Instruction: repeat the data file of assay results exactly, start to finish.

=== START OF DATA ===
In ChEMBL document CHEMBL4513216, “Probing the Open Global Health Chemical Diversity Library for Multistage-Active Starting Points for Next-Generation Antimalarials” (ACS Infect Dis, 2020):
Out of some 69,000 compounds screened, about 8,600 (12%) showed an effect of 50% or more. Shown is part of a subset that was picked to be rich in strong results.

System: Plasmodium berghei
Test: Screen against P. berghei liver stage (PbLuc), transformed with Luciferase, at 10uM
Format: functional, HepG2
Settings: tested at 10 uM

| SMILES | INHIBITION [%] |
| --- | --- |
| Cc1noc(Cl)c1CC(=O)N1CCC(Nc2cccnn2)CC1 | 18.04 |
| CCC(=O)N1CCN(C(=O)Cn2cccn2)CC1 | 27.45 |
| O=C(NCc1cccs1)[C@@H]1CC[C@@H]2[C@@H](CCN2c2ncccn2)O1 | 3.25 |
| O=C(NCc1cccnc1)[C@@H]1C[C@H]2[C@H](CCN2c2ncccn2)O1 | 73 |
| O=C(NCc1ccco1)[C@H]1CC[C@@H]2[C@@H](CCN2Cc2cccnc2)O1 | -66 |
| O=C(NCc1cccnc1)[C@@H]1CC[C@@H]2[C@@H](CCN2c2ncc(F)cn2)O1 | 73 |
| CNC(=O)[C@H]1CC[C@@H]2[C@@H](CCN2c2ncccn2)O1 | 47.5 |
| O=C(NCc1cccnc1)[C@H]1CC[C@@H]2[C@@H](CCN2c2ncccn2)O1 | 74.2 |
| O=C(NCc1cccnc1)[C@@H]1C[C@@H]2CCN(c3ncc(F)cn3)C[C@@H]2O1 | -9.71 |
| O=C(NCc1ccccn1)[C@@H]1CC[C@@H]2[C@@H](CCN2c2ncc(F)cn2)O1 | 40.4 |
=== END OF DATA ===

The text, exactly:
In ChEMBL document CHEMBL4513216, “Probing the Open Global Health Chemical Diversity Library for Multistage-Active Starting Points for Next-Generation Antimalarials” (ACS Infect Dis, 2020):
Out of some 69,000 compounds screened, about 8,600 (12%) showed an effect of 50% or more. Shown is part of a subset that was picked to be rich in strong results.

System: Plasmodium berghei
Test: Screen against P. berghei liver stage (PbLuc), transformed with Luciferase, at 10uM
Format: functional, HepG2
Settings: tested at 10 uM

| SMILES | INHIBITION [%] |
| --- | --- |
| Cc1noc(Cl)c1CC(=O)N1CCC(Nc2cccnn2)CC1 | 18.04 |
| CCC(=O)N1CCN(C(=O)Cn2cccn2)CC1 | 27.45 |
| O=C(NCc1cccs1)[C@@H]1CC[C@@H]2[C@@H](CCN2c2ncccn2)O1 | 3.25 |
| O=C(NCc1cccnc1)[C@@H]1C[C@H]2[C@H](CCN2c2ncccn2)O1 | 73 |
| O=C(NCc1ccco1)[C@H]1CC[C@@H]2[C@@H](CCN2Cc2cccnc2)O1 | -66 |
| O=C(NCc1cccnc1)[C@@H]1CC[C@@H]2[C@@H](CCN2c2ncc(F)cn2)O1 | 73 |
| CNC(=O)[C@H]1CC[C@@H]2[C@@H](CCN2c2ncccn2)O1 | 47.5 |
| O=C(NCc1cccnc1)[C@H]1CC[C@@H]2[C@@H](CCN2c2ncccn2)O1 | 74.2 |
| O=C(NCc1cccnc1)[C@@H]1C[C@@H]2CCN(c3ncc(F)cn3)C[C@@H]2O1 | -9.71 |
| O=C(NCc1ccccn1)[C@@H]1CC[C@@H]2[C@@H](CCN2c2ncc(F)cn2)O1 | 40.4 |